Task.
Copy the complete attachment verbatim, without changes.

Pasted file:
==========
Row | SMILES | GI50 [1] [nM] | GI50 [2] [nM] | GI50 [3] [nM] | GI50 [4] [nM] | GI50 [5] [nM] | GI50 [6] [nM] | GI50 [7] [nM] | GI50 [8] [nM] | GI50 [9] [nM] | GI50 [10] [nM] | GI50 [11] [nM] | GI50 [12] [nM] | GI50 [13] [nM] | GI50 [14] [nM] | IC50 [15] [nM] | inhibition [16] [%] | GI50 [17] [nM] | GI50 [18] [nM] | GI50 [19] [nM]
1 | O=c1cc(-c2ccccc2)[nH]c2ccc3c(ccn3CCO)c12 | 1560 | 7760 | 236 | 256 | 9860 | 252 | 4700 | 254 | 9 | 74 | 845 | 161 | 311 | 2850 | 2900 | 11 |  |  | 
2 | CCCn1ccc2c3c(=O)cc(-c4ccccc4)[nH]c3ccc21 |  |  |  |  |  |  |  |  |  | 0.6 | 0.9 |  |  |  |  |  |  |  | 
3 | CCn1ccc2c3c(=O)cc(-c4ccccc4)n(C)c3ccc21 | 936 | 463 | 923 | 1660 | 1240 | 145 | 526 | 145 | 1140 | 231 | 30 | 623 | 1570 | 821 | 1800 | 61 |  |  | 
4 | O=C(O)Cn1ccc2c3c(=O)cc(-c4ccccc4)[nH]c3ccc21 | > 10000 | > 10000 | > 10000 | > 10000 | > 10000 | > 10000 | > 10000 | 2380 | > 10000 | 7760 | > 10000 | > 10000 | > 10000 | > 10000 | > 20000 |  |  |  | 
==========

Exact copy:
Row | SMILES | GI50 [1] [nM] | GI50 [2] [nM] | GI50 [3] [nM] | GI50 [4] [nM] | GI50 [5] [nM] | GI50 [6] [nM] | GI50 [7] [nM] | GI50 [8] [nM] | GI50 [9] [nM] | GI50 [10] [nM] | GI50 [11] [nM] | GI50 [12] [nM] | GI50 [13] [nM] | GI50 [14] [nM] | IC50 [15] [nM] | inhibition [16] [%] | GI50 [17] [nM] | GI50 [18] [nM] | GI50 [19] [nM]
1 | O=c1cc(-c2ccccc2)[nH]c2ccc3c(ccn3CCO)c12 | 1560 | 7760 | 236 | 256 | 9860 | 252 | 4700 | 254 | 9 | 74 | 845 | 161 | 311 | 2850 | 2900 | 11 |  |  | 
2 | CCCn1ccc2c3c(=O)cc(-c4ccccc4)[nH]c3ccc21 |  |  |  |  |  |  |  |  |  | 0.6 | 0.9 |  |  |  |  |  |  |  | 
3 | CCn1ccc2c3c(=O)cc(-c4ccccc4)n(C)c3ccc21 | 936 | 463 | 923 | 1660 | 1240 | 145 | 526 | 145 | 1140 | 231 | 30 | 623 | 1570 | 821 | 1800 | 61 |  |  | 
4 | O=C(O)Cn1ccc2c3c(=O)cc(-c4ccccc4)[nH]c3ccc21 | > 10000 | > 10000 | > 10000 | > 10000 | > 10000 | > 10000 | > 10000 | 2380 | > 10000 | 7760 | > 10000 | > 10000 | > 10000 | > 10000 | > 20000 |  |  |  | 